@Rebel - Full blood workup including full Thyroid panel (full panel no just what the normal vet workup that is not a full thyroid panel)... as they say make sure that he is in good health. Also what are you feeding him? How much total are you feeding a day? Also with reducing food, add veggies to his food to fill his belly... green beans are good to use... I use Cauliflower and Broccoli... Note also that low normal is typically too low for Basenjis.
Curious about breeding practices
Is it a normal practice to breed basenjis, or any other dog breeds, that are (somewhat) closely related. If so, what's the "rule"? Like how close is too close, are there pairings that are considered beneficial, etc?
I know with humans it's a cultural taboo, and that ancient royalty "kept it in the family," but I was wondering how that translates to the dog world.
I'm really just curious. I have no intentions to breed, that's a lot of responsibility that I'm not sure I would want on my shoulders. I was just looking at Sally's site and saw something that sparked my curiosity.
tanza last edited by
Yes, it is pretty common to "line breed"… a bit different then "in breeding", if you totally inbreed a line after a couple of generations you will certainly find the most potent traits, this has been done in horses for years.... how close is too close depends on what you are looking for from that breeding... you can be looking to carry forward certain traits... however, you need to know that you will also get a combo of traits you might not want... that is why study of the pedigree is important before you breed, regardless of if it is a line breeding or a total outcross.
YodelDogs last edited by
I agree with everything Pat said.
Intelligent breeders can use linebreeding, or even inbreeding, to set certain traits in their line, including the improvement of overall health. The key to a positive result is intense research for several generations. Linebreeding is not an exact science though and sometimes surprises pop up.
Thanks. That makes sense. I was thinking along those lines but wasn't quite sure. We recently had a similar discussion in one of my classes relating contemporary human cultural taboos vs ancient and indigenous kinship, which is why that caught my attention. I know that's a strange leap, but I thought it was interesting because of the kinds of traits that can be passed on.
Unless one knows intimately the dogs in the pedigrees I consider it unwise to in-breed. I say this but must admit that I have in-bred to fix original characteristics because I couldn't find a dog in the UK worthy enough to complement my bitch. I would never have done so without extremely careful research enabled by a long knowledge of the dog and bitch's ancestry.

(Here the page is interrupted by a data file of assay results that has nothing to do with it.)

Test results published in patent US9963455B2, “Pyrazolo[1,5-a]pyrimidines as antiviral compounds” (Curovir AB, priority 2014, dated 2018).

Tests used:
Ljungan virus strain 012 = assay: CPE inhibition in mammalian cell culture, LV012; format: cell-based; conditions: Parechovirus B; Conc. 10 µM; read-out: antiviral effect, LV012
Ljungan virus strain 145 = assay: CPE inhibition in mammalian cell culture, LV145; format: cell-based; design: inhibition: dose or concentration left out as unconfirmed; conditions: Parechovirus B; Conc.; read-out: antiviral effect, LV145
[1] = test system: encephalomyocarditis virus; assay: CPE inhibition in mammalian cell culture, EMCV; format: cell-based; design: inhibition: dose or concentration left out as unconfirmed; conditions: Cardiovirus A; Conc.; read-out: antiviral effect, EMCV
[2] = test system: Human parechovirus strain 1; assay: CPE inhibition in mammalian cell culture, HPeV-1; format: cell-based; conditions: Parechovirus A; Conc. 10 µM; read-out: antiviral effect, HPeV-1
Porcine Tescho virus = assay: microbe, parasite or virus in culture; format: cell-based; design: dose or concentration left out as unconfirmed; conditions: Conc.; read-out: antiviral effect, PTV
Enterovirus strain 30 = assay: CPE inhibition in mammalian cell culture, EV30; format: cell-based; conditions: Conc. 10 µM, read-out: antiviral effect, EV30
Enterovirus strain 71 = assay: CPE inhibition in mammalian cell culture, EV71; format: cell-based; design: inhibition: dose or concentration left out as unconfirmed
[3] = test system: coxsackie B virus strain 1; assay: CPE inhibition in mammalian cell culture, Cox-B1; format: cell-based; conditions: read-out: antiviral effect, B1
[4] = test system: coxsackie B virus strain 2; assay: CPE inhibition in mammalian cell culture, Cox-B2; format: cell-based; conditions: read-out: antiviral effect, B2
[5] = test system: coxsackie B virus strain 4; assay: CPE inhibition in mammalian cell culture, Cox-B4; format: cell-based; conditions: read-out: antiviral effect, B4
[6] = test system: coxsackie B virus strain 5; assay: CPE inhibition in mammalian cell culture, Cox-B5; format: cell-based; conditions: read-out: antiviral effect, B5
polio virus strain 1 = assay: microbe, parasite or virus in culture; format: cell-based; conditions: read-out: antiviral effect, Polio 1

Obviously the difficulty comes in such cases in where to go with subsequent breeding. However this is made much easier now in the days of frozen sperm and pet passports and with the choice of studs from unrelated imports into the UK.
In the wild animals will in-breed so there are obviously not the same taboos as with humans!!
Great question Crystal, I have often wondered this myself..now I have the answers..
Well, one of the reasons that I brought up taboos is that I was wondering if people projected their taboos onto their animals. And I guess that the answer to that is no, as long as they have researched the pedigree, which is something that should be done regardless of whether or not they choose to inbreed or linebreed.
khanis last edited by
I think a lot of this depends on the locale of the breeder.
This year I am doing two line-breedings.
My black litter is a Rocket Man grand-daughter bred to a Rocket Man grandson.
This is a pedigree repeat of a litter I did a few years ago [the dam's sister].
I expect I will get theW same kind of litter… and am hoping that to be true... only in all black... and as before, from two p. fanconi clear parents.
My seconde line-breeding is a Benny daughter bred to a Benny grandson. I hope that I get what I am expecting... and I am fairly certain that I will get lots of good stuff. I picked the male based on the characteristics she needs help with, and vice versa.
Now, I know that these breedings couldn't be done in many countries because of the COI. I don't have to worry about that in the US, so am taking this opportunity to do such breedings.
While I like the strict rules [though some I think are quite lame] imposed by other countries, I don't like the COI rules, as most pedigrees from those countries are full of outcross after outcross. That just lends to further inconsistencies in breedings, where line breeding can set a type for the future of a breeding program.
Khanis, I totally agree with you about the restrictions imposed which now in the UK prevent some breedings. As you say outcrosses are no way of setting type and it is usually very visible in many litters produced where there are no consistencies in the litter. I have seen some such litters where every pup is different.